Obama's Unfinished Gun Business
Sadly, a smaller legacy than he hoped.
Mind your own business. That’s the message that President Barack Obama is rightly sending to unlicensed gun sellers who have long flouted federal law with a wink. Now Washington will stop winking back.
Of the new gun policies that Obama announced this week, the most important is his directive to the Bureau of Alcohol, Tobacco, Firearms and Explosives (ATF) to clarify what it means to be “engaged in the business” of selling guns. This phrase, which comes from a 1986 law, matters because only those who regularly buy and resell firearms are required to obtain a sales license and conduct background checks on all buyers. Individuals who make only “occasional sales” from their personal collections are exempt.
Unfortunately, the ATF has -- under both Democratic and Republican presidents -- allowed the phrase “occasional sales” to mean almost anything, which has rendered the background check system optional. Those who want to avoid a check can easily buy a new gun through an unlicensed vendor. A 2015 report by Everytown For Gun Safety (co-founded by Michael R. Bloomberg, majority owner of Bloomberg LP) found that a small group of unlicensed sellers were offering guns in high volumes -- more than 25 guns a year, and as many as 150 -- and the majority of those vendors met additional indications of illegally “engaging in the business.”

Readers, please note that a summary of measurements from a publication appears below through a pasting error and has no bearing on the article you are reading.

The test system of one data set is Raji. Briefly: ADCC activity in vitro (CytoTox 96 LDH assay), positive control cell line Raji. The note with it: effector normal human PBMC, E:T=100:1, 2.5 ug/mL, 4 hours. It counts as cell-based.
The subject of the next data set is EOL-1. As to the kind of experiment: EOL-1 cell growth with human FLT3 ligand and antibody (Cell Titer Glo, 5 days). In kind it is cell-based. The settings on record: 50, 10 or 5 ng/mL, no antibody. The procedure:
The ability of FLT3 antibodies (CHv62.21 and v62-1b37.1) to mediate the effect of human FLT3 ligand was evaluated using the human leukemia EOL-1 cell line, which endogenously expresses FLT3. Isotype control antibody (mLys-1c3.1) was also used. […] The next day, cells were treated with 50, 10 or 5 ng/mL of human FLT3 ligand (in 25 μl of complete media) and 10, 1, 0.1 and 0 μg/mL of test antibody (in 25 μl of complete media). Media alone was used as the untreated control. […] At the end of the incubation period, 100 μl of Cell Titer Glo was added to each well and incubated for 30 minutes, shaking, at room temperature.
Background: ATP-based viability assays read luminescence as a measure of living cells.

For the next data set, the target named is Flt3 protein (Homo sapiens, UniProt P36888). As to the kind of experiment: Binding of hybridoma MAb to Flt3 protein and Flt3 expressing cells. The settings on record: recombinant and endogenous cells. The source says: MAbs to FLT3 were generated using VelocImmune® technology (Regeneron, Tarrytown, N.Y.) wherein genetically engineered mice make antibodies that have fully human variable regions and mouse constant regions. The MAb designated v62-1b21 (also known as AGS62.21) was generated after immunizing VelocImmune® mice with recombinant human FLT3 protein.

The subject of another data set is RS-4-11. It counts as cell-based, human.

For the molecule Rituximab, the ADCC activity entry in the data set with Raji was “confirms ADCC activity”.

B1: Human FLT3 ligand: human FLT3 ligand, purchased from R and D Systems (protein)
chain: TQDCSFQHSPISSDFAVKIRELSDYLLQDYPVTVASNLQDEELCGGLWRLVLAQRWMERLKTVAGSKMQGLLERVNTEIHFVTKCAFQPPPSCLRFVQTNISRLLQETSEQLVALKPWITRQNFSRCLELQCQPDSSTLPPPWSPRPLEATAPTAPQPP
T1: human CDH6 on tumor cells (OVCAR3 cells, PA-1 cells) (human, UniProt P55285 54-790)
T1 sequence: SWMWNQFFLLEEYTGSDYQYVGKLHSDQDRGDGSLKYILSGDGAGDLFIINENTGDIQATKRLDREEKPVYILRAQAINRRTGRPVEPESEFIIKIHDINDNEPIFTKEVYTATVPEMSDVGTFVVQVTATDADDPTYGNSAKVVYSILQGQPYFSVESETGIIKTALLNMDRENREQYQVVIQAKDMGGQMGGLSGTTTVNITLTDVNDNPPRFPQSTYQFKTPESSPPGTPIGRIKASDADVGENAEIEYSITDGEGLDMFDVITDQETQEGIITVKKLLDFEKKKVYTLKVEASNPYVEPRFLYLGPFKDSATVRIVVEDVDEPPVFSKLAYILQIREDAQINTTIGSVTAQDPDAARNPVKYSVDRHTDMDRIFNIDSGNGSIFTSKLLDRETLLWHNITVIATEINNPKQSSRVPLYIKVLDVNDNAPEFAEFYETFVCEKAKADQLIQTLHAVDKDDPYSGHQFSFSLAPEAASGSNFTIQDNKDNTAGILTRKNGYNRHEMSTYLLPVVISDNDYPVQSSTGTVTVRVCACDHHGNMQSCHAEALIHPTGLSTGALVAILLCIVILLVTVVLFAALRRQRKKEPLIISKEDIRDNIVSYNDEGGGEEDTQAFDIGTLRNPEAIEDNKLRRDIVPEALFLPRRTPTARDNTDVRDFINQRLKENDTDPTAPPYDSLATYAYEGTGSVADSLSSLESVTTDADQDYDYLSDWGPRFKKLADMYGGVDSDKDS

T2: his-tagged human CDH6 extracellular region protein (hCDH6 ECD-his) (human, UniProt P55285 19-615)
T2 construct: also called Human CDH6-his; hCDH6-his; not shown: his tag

This sprawling universe of underground dealers fuels criminal activity by making it easy for felons and other dangerous people to buy guns and for traffickers to avoid detection. A gun purchased without a background check cannot be traced back to the buyer if it is recovered in a crime.
The best way to bring underground sellers into the regulated market’s background check system is through legislation. But with Congress refusing to take up the issue, executive action is the next best thing. Still, it would have been better had Obama directed the ATF to formally define the meaning of “occasional sales.” Instead, the ATF will merely provide guidance to unlicensed gun sellers about what it means to be in compliance with the law. It remains to be seen how much weight such guidance will carry with sellers -- or with judges and juries.
Polls consistently show that the vast majority of Americans, including gun owners, support background checks for all gun sales. As the president acknowledged on Tuesday, that’s not going to happen during his presidency. Narrowing the “occasional sales” loophole is a start -- a small but useful step that may, unfortunately, prove to be Obama’s most significant legacy on gun safety.
To contact the senior editor responsible for Bloomberg View’s editorials: David Shipley at firstname.lastname@example.org.